The value of saying “I don’t know”

Gratuitous photo of Squirrel.

Gratuitous photo of Squirrel.

Not exactly the same as telling the truth.  Sometimes honesty is NOT the best policy.  For instance, when I see someone on the street and they are obviously having a bad day, I will compliment something — their shirt, hat, whatever — and their day and outlook and outlook brighten a little. I may not mean it but I don’t think being that makes this a bad practice.

Saying “I don’t know” is a totally different thing.  It’s liberating for me and does person who asks more good than making something up.  I once asked someone if they knew if there was a metro near by and they responded by telling me “The official state bird of Maryland is the Oriole.”  Yes, that is true but didn’t really answer my question.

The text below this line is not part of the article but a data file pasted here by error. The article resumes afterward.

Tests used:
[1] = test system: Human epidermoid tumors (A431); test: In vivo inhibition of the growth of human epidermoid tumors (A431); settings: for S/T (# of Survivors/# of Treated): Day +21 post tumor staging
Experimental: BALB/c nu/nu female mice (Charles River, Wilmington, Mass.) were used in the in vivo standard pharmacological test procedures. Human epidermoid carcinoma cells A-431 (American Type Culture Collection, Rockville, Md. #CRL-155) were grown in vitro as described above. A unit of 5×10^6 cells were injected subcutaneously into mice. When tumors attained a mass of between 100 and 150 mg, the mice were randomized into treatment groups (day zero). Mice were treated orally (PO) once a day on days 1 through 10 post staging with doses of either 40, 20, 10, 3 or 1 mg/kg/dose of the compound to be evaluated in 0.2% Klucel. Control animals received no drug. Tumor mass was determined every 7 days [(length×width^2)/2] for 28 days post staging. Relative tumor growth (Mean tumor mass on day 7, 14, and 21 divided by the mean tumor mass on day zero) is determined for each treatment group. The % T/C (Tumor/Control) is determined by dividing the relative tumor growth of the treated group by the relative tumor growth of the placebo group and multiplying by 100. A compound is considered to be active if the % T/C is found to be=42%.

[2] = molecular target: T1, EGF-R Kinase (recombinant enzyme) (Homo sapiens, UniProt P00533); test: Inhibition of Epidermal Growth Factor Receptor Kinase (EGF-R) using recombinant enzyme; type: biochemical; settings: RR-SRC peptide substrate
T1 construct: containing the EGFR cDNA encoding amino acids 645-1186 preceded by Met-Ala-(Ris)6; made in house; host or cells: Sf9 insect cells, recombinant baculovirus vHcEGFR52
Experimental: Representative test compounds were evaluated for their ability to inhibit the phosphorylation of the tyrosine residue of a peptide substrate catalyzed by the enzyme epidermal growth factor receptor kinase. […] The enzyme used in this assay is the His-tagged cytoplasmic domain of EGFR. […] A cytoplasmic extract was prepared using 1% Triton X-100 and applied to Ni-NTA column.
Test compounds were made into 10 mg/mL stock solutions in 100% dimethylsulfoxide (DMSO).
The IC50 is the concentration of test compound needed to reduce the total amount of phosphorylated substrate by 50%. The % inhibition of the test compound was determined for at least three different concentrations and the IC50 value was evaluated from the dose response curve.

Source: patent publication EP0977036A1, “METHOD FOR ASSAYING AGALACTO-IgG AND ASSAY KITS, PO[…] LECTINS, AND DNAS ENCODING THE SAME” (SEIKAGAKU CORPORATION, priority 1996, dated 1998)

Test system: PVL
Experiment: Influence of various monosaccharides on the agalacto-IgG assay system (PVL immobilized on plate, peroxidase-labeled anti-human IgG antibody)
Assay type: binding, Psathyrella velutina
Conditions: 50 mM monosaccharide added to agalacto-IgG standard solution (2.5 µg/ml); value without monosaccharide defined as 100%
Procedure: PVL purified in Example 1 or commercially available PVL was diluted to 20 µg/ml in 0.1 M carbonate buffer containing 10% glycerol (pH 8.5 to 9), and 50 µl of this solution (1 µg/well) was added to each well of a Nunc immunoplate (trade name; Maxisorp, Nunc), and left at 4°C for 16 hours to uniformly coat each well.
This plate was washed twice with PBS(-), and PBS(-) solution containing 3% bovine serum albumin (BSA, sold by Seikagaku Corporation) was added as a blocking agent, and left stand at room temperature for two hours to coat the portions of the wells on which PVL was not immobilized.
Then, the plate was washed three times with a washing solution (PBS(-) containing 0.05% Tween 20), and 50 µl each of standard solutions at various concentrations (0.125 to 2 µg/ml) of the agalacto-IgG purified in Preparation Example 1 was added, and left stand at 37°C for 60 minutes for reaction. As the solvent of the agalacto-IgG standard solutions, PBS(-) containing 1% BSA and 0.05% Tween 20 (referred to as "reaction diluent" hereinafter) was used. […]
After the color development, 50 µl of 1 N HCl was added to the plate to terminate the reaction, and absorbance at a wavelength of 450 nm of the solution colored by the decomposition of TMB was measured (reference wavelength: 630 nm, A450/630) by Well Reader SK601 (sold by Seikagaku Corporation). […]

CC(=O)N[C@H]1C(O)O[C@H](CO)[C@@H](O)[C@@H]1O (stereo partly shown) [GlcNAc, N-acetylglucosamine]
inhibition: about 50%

In Washington, DC people frequently are intimidated by “I don’t know.”  Everyone thinks they need to know everything, all the time.  No one can live to that standard.  I like admitting it.  You are more credible when you admit this — then when you actually know what you are talking about, people will take you more seriously.  And there’s all that pressure to know everything about everything, all the time!

Embrace “I don’t know.”  Embrace it!

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